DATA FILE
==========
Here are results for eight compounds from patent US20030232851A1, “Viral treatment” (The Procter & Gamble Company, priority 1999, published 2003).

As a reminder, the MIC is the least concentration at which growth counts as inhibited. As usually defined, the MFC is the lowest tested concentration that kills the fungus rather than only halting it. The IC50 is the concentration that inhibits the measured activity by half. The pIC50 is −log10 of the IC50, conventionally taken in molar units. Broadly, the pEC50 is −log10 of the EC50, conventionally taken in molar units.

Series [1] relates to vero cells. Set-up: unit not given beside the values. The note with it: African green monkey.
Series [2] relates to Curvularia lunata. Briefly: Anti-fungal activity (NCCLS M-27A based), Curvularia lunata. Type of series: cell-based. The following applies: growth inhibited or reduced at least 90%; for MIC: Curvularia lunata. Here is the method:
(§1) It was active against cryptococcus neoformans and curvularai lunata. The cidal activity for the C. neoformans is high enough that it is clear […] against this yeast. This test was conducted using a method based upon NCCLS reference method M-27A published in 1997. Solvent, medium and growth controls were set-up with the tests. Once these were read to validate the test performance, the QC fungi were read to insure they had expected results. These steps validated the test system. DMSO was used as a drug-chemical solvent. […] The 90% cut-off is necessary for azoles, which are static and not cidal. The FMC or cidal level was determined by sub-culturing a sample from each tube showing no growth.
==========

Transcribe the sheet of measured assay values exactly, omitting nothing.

Here are results for eight compounds from patent US20030232851A1, “Viral treatment” (The Procter & Gamble Company, priority 1999, published 2003).

As a reminder, the MIC is the least concentration at which growth counts as inhibited. As usually defined, the MFC is the lowest tested concentration that kills the fungus rather than only halting it. The IC50 is the concentration that inhibits the measured activity by half. The pIC50 is −log10 of the IC50, conventionally taken in molar units. Broadly, the pEC50 is −log10 of the EC50, conventionally taken in molar units.

Series [1] relates to vero cells. Set-up: unit not given beside the values. The note with it: African green monkey.
Series [2] relates to Curvularia lunata. Briefly: Anti-fungal activity (NCCLS M-27A based), Curvularia lunata. Type of series: cell-based. The following applies: growth inhibited or reduced at least 90%; for MIC: Curvularia lunata. Here is the method:
(§1) It was active against cryptococcus neoformans and curvularai lunata. The cidal activity for the C. neoformans is high enough that it is clear […] against this yeast. This test was conducted using a method based upon NCCLS reference method M-27A published in 1997. Solvent, medium and growth controls were set-up with the tests. Once these were read to validate the test performance, the QC fungi were read to insure they had expected results. These steps validated the test system. DMSO was used as a drug-chemical solvent. […] The 90% cut-off is necessary for azoles, which are static and not cidal. The FMC or cidal level was determined by sub-culturing a sample from each tube showing no growth.